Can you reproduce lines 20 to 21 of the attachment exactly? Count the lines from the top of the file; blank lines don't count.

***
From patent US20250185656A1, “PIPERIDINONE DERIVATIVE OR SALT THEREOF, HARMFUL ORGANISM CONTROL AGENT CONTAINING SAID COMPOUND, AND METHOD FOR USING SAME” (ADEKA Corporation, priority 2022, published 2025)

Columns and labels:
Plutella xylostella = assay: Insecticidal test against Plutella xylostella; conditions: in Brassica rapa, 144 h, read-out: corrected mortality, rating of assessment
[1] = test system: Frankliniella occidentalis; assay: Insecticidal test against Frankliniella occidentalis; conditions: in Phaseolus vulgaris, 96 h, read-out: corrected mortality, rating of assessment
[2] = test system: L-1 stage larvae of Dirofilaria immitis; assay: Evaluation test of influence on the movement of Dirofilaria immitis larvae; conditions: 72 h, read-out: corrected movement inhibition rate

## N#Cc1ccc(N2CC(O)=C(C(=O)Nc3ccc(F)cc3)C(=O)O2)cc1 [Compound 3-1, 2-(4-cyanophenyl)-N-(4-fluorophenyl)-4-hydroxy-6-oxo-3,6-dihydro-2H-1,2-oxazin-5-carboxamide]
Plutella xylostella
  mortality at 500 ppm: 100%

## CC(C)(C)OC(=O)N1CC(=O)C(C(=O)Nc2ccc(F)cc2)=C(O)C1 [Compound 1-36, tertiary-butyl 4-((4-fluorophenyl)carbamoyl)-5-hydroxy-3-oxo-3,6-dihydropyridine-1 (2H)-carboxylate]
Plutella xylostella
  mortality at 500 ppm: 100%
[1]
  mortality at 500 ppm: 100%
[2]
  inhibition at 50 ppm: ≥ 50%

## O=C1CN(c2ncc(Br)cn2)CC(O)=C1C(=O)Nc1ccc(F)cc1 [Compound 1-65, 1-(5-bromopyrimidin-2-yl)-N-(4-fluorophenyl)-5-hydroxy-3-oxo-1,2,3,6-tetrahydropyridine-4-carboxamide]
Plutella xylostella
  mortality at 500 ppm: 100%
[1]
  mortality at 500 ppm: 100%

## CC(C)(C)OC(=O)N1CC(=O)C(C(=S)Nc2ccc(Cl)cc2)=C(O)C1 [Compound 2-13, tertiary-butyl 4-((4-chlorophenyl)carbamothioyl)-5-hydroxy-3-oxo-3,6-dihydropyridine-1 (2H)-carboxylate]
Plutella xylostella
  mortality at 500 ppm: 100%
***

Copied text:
  mortality at 500 ppm: 100%

## CC(C)(C)OC(=O)N1CC(=O)C(C(=S)Nc2ccc(Cl)cc2)=C(O)C1 [Compound 2-13, tertiary-butyl 4-((4-chlorophenyl)carbamothioyl)-5-hydroxy-3-oxo-3,6-dihydropyridine-1 (2H)-carboxylate]